Horowhenua residents are sick of waiting to find out whether a four-lane expressway will be ploughing through their paddocks - or avoiding them completely.
In June the Transport Agency told residents that the project, a sure thing under the previous government, was being re-evaluated and that could take three months.
This despite letters being sent to 400 homes in February saying they'd know by June which route would be selected.
Residents say they're living in limbo, while they wait to see if the expressway will be built, and where it will go.
Jane Wood and her husband Norman live on a green patch of land on Manakau Road, just north of Ōtaki.
They used to train racehorses, and a printing business is still run out of the shed outside.
The couple had planned to spend the rest of their lives there, until a letter arrived from the Transport Agency, saying two of three options being considered for the expressway ran through their land.
Mrs Wood said they had been waiting for a decision since last year.
"And then of course there's a change in government, which has impacted on it, and we were then told it would be February, we were then told it would be June, we were then told it would be August, and now we're being told it will be October, so I can't have any confidence that it is going to be October."
With the project being evaluated again, the couple was not sure the road would be built after all, let alone when.
Four years ago Mr Wood suffered a severe brain injury.
As he was unable to work, Mrs Wood subdivided some land with the intent of putting a house on it and selling it for some financial security.
The couple wanted to know if the Transport Agency was going to buy the land or if the value of it would drop with an expressway right next to it.
Despite her frustration at the uncertainty, Mrs Wood believed the expressway should be built.
"I'm not against the expressway, I think it needs to be built, I'm just against how long it has been since we've been told."
Along the same road was another homeowner, who asked not to be named.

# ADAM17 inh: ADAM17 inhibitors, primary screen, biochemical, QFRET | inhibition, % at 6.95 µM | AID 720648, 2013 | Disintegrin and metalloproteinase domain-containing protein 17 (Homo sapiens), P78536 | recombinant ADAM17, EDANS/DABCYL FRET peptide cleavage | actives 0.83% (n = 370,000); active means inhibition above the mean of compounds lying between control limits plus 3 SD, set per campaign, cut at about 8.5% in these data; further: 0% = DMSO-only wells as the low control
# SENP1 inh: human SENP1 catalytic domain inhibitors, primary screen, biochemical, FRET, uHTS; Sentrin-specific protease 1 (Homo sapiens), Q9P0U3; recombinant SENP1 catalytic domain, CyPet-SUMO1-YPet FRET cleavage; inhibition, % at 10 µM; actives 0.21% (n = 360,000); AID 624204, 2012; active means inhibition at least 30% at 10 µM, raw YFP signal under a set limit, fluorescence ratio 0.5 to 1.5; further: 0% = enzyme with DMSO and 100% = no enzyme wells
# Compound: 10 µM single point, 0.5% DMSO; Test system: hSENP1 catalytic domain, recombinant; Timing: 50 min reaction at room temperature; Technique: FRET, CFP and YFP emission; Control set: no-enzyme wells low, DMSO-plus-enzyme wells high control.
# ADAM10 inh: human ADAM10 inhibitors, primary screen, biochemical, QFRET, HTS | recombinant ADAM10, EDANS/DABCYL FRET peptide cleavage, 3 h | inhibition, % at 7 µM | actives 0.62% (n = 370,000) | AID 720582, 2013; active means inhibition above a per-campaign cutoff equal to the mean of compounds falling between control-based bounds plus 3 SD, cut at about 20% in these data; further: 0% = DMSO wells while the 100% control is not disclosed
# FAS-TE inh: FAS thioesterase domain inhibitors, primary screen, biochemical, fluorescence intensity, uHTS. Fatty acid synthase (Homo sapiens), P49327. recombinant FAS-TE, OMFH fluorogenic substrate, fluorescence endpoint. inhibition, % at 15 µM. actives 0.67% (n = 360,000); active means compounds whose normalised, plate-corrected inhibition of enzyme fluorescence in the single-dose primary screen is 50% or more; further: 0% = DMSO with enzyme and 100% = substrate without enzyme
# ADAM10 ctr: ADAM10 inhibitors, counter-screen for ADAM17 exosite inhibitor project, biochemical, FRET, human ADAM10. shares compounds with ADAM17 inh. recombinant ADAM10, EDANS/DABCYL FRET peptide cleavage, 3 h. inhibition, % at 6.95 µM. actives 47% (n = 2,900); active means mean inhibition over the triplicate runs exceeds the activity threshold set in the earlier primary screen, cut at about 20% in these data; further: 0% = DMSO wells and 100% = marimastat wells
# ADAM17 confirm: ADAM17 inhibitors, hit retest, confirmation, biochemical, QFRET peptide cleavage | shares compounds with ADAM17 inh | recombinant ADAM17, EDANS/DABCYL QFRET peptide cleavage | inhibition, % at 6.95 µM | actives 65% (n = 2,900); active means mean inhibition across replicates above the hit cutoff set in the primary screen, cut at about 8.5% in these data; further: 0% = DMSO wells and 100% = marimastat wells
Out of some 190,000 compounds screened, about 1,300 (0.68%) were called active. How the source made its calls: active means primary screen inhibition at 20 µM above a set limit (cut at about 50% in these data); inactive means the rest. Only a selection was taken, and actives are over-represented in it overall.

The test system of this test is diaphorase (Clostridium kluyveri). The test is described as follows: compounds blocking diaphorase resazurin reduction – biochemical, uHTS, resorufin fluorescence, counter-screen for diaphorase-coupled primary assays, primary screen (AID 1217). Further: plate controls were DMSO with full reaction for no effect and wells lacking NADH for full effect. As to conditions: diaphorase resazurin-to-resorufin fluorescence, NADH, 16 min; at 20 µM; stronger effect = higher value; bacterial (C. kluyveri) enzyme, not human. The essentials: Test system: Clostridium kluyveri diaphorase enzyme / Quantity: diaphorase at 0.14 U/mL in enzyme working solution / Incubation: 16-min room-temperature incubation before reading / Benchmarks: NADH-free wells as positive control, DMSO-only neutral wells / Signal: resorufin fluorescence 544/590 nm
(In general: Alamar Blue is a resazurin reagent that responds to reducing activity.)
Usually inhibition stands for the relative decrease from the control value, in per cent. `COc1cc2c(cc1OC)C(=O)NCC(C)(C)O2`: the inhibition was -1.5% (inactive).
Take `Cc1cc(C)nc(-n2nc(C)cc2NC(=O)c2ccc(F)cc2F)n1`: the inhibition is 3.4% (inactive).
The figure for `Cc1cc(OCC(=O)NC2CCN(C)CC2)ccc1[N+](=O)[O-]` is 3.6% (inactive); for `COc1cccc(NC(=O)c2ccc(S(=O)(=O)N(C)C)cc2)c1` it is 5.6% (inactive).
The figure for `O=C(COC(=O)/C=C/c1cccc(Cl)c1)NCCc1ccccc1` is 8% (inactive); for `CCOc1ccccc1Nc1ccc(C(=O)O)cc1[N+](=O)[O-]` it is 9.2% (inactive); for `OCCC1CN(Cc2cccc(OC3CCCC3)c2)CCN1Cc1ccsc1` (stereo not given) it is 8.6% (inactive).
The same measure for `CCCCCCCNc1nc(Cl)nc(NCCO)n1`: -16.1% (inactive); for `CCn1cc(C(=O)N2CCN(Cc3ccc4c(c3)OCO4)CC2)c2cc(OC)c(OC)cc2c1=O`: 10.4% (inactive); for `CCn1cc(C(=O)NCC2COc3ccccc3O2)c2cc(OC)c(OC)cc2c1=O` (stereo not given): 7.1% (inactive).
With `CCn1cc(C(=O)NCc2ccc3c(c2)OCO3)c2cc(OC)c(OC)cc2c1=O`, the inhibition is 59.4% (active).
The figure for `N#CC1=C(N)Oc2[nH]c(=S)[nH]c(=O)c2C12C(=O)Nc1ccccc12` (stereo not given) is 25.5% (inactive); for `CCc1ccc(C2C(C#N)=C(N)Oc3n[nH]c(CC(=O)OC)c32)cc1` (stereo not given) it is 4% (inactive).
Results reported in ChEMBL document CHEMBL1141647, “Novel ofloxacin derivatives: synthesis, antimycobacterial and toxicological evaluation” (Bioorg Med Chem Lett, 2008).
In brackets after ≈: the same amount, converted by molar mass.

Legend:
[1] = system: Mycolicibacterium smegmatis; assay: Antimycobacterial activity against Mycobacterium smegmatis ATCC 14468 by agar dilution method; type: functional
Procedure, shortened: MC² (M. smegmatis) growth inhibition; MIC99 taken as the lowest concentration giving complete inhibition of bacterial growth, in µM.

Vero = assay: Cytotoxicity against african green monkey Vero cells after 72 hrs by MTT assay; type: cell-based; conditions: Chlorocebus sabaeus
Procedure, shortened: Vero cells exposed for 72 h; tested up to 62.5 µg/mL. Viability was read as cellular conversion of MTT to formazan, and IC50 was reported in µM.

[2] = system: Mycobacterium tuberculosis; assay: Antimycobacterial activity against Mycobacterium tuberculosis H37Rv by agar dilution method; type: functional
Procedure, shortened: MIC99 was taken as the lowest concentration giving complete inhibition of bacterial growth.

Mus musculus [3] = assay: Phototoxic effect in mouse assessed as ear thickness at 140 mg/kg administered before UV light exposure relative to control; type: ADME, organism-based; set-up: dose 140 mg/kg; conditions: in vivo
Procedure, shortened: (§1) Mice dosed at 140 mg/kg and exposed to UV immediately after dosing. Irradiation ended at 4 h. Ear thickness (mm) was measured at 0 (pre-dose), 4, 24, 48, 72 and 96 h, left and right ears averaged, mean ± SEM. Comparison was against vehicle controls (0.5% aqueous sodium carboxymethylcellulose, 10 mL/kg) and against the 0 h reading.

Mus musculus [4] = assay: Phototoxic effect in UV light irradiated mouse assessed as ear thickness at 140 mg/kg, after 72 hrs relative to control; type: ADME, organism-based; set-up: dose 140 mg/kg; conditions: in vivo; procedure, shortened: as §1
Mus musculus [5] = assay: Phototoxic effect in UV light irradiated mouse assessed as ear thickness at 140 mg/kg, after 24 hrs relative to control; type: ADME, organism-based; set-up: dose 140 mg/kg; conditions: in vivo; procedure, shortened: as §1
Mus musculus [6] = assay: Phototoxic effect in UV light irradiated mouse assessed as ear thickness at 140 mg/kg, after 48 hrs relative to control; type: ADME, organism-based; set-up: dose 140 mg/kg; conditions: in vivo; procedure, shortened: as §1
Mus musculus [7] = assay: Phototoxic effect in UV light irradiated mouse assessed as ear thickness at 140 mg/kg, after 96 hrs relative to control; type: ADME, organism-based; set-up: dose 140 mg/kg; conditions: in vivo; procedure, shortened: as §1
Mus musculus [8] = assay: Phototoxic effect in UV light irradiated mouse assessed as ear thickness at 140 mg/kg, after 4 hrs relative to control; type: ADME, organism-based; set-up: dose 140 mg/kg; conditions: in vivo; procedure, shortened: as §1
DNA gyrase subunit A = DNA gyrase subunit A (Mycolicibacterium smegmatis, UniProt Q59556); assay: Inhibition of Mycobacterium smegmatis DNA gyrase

She and her husband bought their first home just over two years ago, and she described it as her dream home.
While their land was not in the direct path of the expressway, it could run very close to where they live.
They're worried it could devalue their land.
"The reality is we don't know what it's going to be like living next to a road, it could be well and truly horrible I think, financially, though we probably can't afford to move most likely.
"I think we wouldn't be able to get what we needed from this property to be able to make it worthwhile to be able to move on so I think we'll be left in a situation where we'll have no choice but to stay."
She and her husband, who worked on a farm nearby, wanted the new road, but like other residents, were sick of the uncertainty.
"My husband, given where the farm is, on a holiday weekend sometimes he will get stranded because he can't get home. It's crazy. We need the road, I just really, truly wish they'd get on with it.
The Transport Agency has previously said the road was being re-evaluated to make sure it fit the new government's transport priorities.
Director of Regional Relationships Emma Speight wasn't available to be interviewed.
In a statement she said landowners affected were told in June they'd get an update once the project had been re-evaluated, which was expected to take two or three months.
She acknowledged the frustration being felt by the community and said the agency would provide an update as soon as it could.
A group of residents, who were either affected by the wait or sympathetic to those who were, have decided to send letters to the Minister for Transport Phil Twyford, and his associates, demanding an answer within 30 days.